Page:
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Relationships

You and Your Partner

You and your partner are individuals, and each of you will cope differently with the stress that accompanies your child's diagnosis, treatment, and life after cancer. The strain of a life-threatening illness, spending time apart, struggling to pay bills, and creating some sense of normalcy for the other members of your family can be overwhelming for a couple and can wreak havoc on your relationship.

After your child's treatment ends and follow-up care continues, you and your partner may be unable to return to your old sense of normal. Childhood cancer changes people. Don't let it define you, but recognize how it has changed you and integrate it into your new life as a couple and as the parents of a childhood cancer survivor.

The following excerpt is taken from "Amanda's Gift," a book by her father, Scott MacLellan:

"There is no time for intimacy and no peace with which to want it. Our identities soon become intertwined with activities aimed at survival, not growth. I am no longer husband, I am provider of health insurance and weekend caregiver. I am no longer friend and lover, I am father and mother to 'the healthy child' who still lives at home. We all become something other than what we imagined.

"Amanda's illness became our life. All our activities already centered around her care, but we also allowed it to define who we were as people. It became our only common bond. It became the thing for which we stood. We became "the couple with the sick little girl." People would marvel at our ability to stay together in spite of the illness. In fact, the illness was the only thing keeping us together at all!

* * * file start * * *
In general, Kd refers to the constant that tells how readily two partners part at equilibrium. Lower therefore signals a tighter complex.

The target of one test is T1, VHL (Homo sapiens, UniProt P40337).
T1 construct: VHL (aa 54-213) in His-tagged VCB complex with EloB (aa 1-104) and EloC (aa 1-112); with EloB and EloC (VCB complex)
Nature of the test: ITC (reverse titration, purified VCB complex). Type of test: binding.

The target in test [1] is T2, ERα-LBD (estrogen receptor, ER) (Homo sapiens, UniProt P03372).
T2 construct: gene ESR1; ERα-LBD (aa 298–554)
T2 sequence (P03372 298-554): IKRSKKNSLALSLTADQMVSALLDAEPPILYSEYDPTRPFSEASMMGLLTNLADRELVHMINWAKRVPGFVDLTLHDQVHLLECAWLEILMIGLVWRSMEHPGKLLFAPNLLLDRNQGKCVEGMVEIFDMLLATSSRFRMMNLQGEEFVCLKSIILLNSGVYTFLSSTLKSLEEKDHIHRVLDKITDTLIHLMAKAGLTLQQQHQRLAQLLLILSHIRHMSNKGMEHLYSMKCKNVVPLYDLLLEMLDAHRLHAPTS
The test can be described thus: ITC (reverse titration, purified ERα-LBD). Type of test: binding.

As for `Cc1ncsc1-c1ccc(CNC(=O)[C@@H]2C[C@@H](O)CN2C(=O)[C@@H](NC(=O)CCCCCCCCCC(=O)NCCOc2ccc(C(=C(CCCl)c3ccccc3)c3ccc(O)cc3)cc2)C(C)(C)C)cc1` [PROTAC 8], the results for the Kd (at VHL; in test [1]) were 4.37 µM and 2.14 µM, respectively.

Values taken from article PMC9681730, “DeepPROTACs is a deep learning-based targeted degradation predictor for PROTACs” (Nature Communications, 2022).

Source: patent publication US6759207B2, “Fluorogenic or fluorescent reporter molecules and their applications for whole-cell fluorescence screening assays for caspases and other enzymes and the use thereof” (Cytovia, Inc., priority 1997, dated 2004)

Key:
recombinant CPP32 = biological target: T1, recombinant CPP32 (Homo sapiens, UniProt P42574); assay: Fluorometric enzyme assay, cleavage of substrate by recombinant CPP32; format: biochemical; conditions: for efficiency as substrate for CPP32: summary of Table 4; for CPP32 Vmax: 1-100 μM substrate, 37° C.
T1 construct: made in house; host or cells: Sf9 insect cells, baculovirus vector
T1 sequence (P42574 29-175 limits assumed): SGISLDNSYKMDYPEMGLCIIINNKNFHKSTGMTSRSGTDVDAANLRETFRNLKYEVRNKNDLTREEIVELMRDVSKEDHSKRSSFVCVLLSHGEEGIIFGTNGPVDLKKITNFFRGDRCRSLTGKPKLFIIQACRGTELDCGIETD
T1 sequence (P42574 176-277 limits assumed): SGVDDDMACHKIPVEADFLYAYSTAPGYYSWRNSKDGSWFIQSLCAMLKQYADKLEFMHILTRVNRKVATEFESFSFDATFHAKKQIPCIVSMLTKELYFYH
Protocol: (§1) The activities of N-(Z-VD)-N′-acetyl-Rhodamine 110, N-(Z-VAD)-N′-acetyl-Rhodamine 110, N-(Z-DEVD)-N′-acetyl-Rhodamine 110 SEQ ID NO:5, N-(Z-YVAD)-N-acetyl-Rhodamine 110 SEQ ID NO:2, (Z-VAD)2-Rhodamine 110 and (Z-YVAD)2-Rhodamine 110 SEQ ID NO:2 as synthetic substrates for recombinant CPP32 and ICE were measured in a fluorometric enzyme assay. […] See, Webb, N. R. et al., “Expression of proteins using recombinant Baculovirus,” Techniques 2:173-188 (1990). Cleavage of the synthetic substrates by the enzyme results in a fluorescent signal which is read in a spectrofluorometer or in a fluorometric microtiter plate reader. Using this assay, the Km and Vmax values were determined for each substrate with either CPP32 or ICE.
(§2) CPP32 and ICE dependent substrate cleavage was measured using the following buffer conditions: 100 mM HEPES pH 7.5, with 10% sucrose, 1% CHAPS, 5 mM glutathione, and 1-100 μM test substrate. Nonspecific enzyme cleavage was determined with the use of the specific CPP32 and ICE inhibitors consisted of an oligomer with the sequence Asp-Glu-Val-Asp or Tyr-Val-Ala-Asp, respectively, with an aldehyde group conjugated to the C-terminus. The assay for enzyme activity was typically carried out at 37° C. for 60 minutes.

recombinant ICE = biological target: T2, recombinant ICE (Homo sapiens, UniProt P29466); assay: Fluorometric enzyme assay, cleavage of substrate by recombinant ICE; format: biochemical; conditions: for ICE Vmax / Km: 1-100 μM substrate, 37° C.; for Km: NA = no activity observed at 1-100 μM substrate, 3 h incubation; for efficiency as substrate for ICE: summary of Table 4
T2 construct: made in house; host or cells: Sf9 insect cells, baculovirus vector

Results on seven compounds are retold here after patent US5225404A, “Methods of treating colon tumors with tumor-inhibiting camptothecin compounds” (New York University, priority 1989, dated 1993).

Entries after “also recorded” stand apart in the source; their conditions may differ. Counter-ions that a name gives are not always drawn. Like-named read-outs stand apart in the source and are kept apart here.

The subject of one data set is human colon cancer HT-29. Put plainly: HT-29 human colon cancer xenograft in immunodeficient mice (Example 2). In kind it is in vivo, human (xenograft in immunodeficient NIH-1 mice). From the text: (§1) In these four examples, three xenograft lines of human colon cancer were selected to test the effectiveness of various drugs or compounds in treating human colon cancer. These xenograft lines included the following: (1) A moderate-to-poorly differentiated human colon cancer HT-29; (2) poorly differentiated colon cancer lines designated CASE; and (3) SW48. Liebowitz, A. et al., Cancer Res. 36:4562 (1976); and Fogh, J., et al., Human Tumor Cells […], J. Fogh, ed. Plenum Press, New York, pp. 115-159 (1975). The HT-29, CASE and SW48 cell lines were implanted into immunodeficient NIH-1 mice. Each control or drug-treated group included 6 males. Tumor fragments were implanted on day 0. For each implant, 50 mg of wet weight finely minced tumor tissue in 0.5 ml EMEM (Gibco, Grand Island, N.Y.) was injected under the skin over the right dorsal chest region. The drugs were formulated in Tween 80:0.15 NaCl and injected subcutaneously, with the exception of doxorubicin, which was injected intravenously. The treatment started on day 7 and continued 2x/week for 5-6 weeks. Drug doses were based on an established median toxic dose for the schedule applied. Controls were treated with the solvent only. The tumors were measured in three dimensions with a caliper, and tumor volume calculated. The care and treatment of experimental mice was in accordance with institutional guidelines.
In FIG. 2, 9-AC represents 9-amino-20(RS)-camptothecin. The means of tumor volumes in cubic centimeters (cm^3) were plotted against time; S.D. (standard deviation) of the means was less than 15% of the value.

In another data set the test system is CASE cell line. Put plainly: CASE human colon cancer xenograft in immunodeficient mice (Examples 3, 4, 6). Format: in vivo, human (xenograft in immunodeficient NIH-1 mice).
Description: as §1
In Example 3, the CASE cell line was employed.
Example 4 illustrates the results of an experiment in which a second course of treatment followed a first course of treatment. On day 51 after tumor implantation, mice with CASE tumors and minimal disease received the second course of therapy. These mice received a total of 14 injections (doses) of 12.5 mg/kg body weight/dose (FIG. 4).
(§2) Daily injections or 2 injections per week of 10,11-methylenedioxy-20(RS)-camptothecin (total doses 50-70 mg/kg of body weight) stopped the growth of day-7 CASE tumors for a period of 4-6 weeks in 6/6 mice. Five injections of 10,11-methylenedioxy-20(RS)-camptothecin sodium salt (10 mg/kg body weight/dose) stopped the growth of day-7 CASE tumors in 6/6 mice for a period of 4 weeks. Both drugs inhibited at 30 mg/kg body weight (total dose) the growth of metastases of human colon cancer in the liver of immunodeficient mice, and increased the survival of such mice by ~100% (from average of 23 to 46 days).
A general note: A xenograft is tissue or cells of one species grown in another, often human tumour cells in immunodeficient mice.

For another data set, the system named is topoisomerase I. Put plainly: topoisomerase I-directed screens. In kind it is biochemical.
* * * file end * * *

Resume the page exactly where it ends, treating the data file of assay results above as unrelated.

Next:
"Our toughest time came when Amanda entered a relatively healthy phase and things returned to a somewhat normal life. It was then our common bond broke and we had to face each other as individuals and as a couple. It was then we had the time to consider our own personal egos. It was then we felt the deepest void between us."

"For Deborah (my wife) and me, the key was to integrate Amanda's illness into the rest of our lives. We started looking at Amanda's illness as a part of our lives, not our life itself. In short, we began to take back control of our lives."

As you and your partner take back control of your lives, make time for yourselves as a couple.

  • Watch a movie
  • Hold hands
  • Play a game
  • Pray together, if you are religious
  • Go out with friends
  • Talk. Share your thoughts
  • Laugh together
  • Forgive each other, if needed
  • Enjoy your family

Additional information can be found here:

  • What About Your Other Kids?
    Presenter: David Buchbinder, MD, MSHS
    From: Children's Hospital of Orange County, University of California, Irvine

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Your Friends

You may find it difficult to talk to your friends and other community members about your child’s cancer diagnosis. Most adults have limited experience with cancers affecting children. When you talk to people about your situation, they may act as though your child has received a terminal diagnosis.

But don't give up if you get negative reactions. Instead, educate your friends about childhood cancer. Explain that childhood cancer is very different from adult cancers in that prognoses are better and that causes are generally unknown. Understanding your child's diagnosis will probably make your friends more comfortable discussing cancer.

Some friends, however, may not stay connected to you during this difficult time despite all of your efforts. This happens for a variety of reasons. Some may drift away because a cancer diagnosis reminds them of their own vulnerability. Others may react negatively if you don't return phone calls or initiate contact when your schedule gets especially hectic, although most people are willing to offer friendship when your time permits.

In fact, your experience with cancer may alter your life so much that you will want to make new friends. In any case, as you transition back to "normal" life, it's important to develop and maintain a strong network of friends.

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